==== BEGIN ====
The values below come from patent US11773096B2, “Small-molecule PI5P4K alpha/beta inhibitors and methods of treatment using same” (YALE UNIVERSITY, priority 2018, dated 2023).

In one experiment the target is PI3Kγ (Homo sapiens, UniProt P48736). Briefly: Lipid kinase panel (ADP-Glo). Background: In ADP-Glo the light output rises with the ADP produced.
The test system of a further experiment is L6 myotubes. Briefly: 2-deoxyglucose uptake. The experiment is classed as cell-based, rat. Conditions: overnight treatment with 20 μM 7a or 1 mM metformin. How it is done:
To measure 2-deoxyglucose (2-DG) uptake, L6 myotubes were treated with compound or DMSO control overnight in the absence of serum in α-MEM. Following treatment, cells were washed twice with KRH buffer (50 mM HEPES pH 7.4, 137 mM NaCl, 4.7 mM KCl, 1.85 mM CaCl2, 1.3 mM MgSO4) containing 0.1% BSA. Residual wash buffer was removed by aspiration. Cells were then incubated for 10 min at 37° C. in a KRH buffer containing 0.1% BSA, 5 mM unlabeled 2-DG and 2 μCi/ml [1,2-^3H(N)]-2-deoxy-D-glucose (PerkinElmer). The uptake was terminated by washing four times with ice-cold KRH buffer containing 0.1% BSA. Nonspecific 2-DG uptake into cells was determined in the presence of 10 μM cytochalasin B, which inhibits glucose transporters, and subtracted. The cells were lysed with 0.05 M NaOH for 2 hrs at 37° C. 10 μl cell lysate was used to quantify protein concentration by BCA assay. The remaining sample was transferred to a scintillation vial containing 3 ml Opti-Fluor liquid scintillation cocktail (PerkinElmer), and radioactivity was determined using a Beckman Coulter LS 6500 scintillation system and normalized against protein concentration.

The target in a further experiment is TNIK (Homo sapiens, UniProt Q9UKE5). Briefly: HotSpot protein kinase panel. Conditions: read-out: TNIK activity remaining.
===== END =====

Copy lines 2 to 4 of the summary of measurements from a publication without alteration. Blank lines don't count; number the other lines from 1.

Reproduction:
In one experiment the target is PI3Kγ (Homo sapiens, UniProt P48736). Briefly: Lipid kinase panel (ADP-Glo). Background: In ADP-Glo the light output rises with the ADP produced.
The test system of a further experiment is L6 myotubes. Briefly: 2-deoxyglucose uptake. The experiment is classed as cell-based, rat. Conditions: overnight treatment with 20 μM 7a or 1 mM metformin. How it is done:
To measure 2-deoxyglucose (2-DG) uptake, L6 myotubes were treated with compound or DMSO control overnight in the absence of serum in α-MEM. Following treatment, cells were washed twice with KRH buffer (50 mM HEPES pH 7.4, 137 mM NaCl, 4.7 mM KCl, 1.85 mM CaCl2, 1.3 mM MgSO4) containing 0.1% BSA. Residual wash buffer was removed by aspiration. Cells were then incubated for 10 min at 37° C. in a KRH buffer containing 0.1% BSA, 5 mM unlabeled 2-DG and 2 μCi/ml [1,2-^3H(N)]-2-deoxy-D-glucose (PerkinElmer). The uptake was terminated by washing four times with ice-cold KRH buffer containing 0.1% BSA. Nonspecific 2-DG uptake into cells was determined in the presence of 10 μM cytochalasin B, which inhibits glucose transporters, and subtracted. The cells were lysed with 0.05 M NaOH for 2 hrs at 37° C. 10 μl cell lysate was used to quantify protein concentration by BCA assay. The remaining sample was transferred to a scintillation vial containing 3 ml Opti-Fluor liquid scintillation cocktail (PerkinElmer), and radioactivity was determined using a Beckman Coulter LS 6500 scintillation system and normalized against protein concentration.